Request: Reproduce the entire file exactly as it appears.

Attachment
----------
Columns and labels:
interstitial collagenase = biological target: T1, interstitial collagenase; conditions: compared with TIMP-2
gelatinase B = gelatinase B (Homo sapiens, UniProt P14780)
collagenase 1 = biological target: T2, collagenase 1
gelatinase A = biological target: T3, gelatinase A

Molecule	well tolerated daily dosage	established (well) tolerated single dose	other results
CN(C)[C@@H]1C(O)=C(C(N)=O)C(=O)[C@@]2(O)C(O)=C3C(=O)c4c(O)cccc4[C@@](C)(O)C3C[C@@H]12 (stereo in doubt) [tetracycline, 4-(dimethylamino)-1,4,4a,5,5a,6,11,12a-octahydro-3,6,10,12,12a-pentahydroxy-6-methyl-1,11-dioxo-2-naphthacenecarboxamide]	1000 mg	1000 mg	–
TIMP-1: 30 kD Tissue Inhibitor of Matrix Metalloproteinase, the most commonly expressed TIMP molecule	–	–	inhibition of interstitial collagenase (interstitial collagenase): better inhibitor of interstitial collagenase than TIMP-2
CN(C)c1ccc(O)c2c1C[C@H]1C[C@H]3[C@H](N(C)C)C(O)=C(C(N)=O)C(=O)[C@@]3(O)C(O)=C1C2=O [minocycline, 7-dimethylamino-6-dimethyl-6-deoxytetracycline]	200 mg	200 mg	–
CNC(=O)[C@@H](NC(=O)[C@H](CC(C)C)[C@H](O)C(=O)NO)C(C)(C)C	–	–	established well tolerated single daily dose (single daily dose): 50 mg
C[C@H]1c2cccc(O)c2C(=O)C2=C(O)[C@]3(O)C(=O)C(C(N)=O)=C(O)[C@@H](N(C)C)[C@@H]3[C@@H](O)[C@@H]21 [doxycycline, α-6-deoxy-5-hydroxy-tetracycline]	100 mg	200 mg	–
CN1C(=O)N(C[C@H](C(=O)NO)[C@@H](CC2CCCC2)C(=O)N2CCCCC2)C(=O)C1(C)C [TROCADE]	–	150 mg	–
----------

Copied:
Columns and labels:
interstitial collagenase = biological target: T1, interstitial collagenase; conditions: compared with TIMP-2
gelatinase B = gelatinase B (Homo sapiens, UniProt P14780)
collagenase 1 = biological target: T2, collagenase 1
gelatinase A = biological target: T3, gelatinase A

Molecule	well tolerated daily dosage	established (well) tolerated single dose	other results
CN(C)[C@@H]1C(O)=C(C(N)=O)C(=O)[C@@]2(O)C(O)=C3C(=O)c4c(O)cccc4[C@@](C)(O)C3C[C@@H]12 (stereo in doubt) [tetracycline, 4-(dimethylamino)-1,4,4a,5,5a,6,11,12a-octahydro-3,6,10,12,12a-pentahydroxy-6-methyl-1,11-dioxo-2-naphthacenecarboxamide]	1000 mg	1000 mg	–
TIMP-1: 30 kD Tissue Inhibitor of Matrix Metalloproteinase, the most commonly expressed TIMP molecule	–	–	inhibition of interstitial collagenase (interstitial collagenase): better inhibitor of interstitial collagenase than TIMP-2
CN(C)c1ccc(O)c2c1C[C@H]1C[C@H]3[C@H](N(C)C)C(O)=C(C(N)=O)C(=O)[C@@]3(O)C(O)=C1C2=O [minocycline, 7-dimethylamino-6-dimethyl-6-deoxytetracycline]	200 mg	200 mg	–
CNC(=O)[C@@H](NC(=O)[C@H](CC(C)C)[C@H](O)C(=O)NO)C(C)(C)C	–	–	established well tolerated single daily dose (single daily dose): 50 mg
C[C@H]1c2cccc(O)c2C(=O)C2=C(O)[C@]3(O)C(=O)C(C(N)=O)=C(O)[C@@H](N(C)C)[C@@H]3[C@@H](O)[C@@H]21 [doxycycline, α-6-deoxy-5-hydroxy-tetracycline]	100 mg	200 mg	–
CN1C(=O)N(C[C@H](C(=O)NO)[C@@H](CC2CCCC2)C(=O)N2CCCCC2)C(=O)C1(C)C [TROCADE]	–	150 mg	–